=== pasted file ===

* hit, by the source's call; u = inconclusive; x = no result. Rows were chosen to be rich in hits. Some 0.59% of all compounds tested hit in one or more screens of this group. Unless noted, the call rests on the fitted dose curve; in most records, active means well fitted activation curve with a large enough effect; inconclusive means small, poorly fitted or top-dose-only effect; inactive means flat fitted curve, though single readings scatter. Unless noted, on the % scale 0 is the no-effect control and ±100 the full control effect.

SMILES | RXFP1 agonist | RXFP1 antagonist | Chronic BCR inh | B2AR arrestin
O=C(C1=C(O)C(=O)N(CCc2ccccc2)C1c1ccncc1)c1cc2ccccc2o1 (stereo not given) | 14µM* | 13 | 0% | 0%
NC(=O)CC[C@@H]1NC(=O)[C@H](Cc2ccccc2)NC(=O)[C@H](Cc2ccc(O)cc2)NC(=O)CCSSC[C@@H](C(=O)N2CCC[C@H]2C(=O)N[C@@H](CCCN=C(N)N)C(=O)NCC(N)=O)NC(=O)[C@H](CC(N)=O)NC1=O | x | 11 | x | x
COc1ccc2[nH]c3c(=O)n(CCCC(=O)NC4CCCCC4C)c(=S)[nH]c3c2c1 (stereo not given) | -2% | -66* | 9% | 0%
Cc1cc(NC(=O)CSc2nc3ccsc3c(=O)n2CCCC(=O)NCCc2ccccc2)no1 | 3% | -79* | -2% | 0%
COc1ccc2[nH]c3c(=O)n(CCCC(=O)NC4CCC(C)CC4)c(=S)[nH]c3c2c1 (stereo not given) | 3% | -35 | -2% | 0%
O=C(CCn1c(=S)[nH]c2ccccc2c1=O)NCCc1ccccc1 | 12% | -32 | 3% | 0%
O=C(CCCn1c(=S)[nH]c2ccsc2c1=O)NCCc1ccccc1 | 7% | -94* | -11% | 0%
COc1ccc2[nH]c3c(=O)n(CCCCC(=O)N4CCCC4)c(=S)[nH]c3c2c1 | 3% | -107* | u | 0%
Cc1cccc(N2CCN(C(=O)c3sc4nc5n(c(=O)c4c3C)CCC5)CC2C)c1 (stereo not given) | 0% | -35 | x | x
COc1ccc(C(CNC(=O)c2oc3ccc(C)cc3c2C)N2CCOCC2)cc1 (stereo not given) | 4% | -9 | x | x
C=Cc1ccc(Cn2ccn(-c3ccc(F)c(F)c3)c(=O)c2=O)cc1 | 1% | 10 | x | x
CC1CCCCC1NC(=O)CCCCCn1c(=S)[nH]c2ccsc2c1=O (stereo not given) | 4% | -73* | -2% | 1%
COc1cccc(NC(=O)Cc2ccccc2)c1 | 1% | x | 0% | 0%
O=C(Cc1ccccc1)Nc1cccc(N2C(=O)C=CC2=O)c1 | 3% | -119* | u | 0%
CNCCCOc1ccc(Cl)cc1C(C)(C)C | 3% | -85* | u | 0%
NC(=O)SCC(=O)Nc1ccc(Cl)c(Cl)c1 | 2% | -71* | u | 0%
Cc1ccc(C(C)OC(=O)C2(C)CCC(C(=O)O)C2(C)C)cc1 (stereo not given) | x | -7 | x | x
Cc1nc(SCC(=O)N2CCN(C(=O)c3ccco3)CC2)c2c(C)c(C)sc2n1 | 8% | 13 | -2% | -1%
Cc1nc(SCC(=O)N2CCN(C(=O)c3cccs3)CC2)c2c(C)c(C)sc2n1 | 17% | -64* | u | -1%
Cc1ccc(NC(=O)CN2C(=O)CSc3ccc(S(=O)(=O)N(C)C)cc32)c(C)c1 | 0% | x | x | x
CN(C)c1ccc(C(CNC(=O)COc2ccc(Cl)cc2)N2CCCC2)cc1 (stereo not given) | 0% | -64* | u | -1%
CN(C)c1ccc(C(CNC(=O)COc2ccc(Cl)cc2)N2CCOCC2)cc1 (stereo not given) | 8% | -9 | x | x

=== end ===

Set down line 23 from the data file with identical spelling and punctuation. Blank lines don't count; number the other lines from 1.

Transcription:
CN(C)c1ccc(C(CNC(=O)COc2ccc(Cl)cc2)N2CCCC2)cc1 (stereo not given) | 0% | -64* | u | -1%